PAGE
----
The department business manager said that I ``may be able to get further information from John Ward (Director of Grants and Contracts).'' I wrote to the UIC Director of Grants and Contracts and asked for complete copies of the records for my accounts. He repeatedly refused. Eventually, in a phone call on 19 April 2003, he stated that his office was not paid to retrieve records for me. He did indicate, however, that he would accept a request from the department administration or the college administration.

I contacted the college on 28 April 2003, asking them, among other things, to obtain the records from the UIC Director of Grants and Contracts, and to cut the department out of the loop in managing my grants. The college responded that it had ``great confidence in [the department head]'s ability to handle all financial and personnel issues in Mathematics Statistics and Computer Science.'' I responded that the department head had had ample opportunity to address the problems I had identified. I asked how severe grant mismanagement had to be before it became a problem for the college. The college did not respond.

At this point I notified NSF that UIC was hiding its books from me.

The department head and I spoke on 1 May 2003. He asked me to withdraw my written requests for information in favor of (unrecorded) face-to-face meetings; I refused. I asked him to ask the UIC Director of Grants and Contracts for my account records; he refused, saying that he would feel silly using up ``several hours'' of secretarial time. (Never mind the fact that my grants have paid over $100000 to UIC for ``facilities and administration.'')

I again complained to the college. There was no response.

On 9 May 2003, I contacted the UIC Vice Chancellor for Research. He asked the department head to meet with me. In that meeting, the department head again asked me to withdraw my written requests for information in favor of face-to-face meetings; I again refused. On the other hand, the department head specifically told me to go ahead with the two urgent tasks that I had described to the Vice Chancellor for Research, namely hiring a postdoctoral research associate and hiring a summer research assistant.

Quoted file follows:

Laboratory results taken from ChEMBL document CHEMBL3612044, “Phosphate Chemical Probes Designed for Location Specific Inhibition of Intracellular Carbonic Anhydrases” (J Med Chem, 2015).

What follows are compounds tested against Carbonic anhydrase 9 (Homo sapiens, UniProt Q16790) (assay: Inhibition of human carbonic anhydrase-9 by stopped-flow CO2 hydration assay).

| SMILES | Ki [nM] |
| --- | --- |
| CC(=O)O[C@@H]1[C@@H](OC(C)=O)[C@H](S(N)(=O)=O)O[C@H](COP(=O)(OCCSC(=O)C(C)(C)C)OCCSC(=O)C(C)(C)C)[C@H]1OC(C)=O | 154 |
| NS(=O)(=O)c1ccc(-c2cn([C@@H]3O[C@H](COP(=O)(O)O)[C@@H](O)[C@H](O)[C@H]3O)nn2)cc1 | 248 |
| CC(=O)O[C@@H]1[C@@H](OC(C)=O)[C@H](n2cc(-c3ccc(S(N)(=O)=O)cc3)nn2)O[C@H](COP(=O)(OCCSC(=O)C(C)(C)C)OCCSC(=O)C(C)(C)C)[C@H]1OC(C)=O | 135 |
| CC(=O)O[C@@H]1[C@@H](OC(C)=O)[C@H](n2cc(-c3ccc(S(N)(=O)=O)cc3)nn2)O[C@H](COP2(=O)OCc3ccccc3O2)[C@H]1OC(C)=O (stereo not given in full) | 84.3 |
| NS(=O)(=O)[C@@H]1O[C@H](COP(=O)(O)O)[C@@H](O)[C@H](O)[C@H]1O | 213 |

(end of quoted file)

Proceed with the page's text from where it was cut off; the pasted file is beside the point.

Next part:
Unfortunately, the department head didn't stick his neck out similarly for hiring two research assistants in Fall 2003. Perhaps the difference is that, after reviewing the secret account records, he was sure that enough money was available for the summer expenses, but he wasn't sure that enough money was available for the fall expenses. There are other possible explanations.

Refusal to preserve grant records for an audit

NSF requires grantees (universities) to retain all records for three years after submission of the final grant report. NSF also requires grantees to retain all records while an audit is in progress.

In my email message to the department initiating an audit, I mentioned that UIC would have to make sure that it did not destroy any relevant records. A few months later, when the department failed to provide the records it had promised, I asked the UIC Director of Grants and Contracts to confirm that no records had been, and no records would be, destroyed. He ignored the question. When I repeated the question, he said that the university has ``policies and procedures.'' When I asked how long the records would be retained for account 9600083 under those policies, he didn't answer the question; instead he sent me a copy of the university's ``retention of financial records'' policy, which appeared to

When I asked the UIC Director of Grants and Contracts to assure me that records would be retained at least for a few more months, he refused. When I asked him if he would respond the same way to an NSF auditor asking for records, he ignored the question.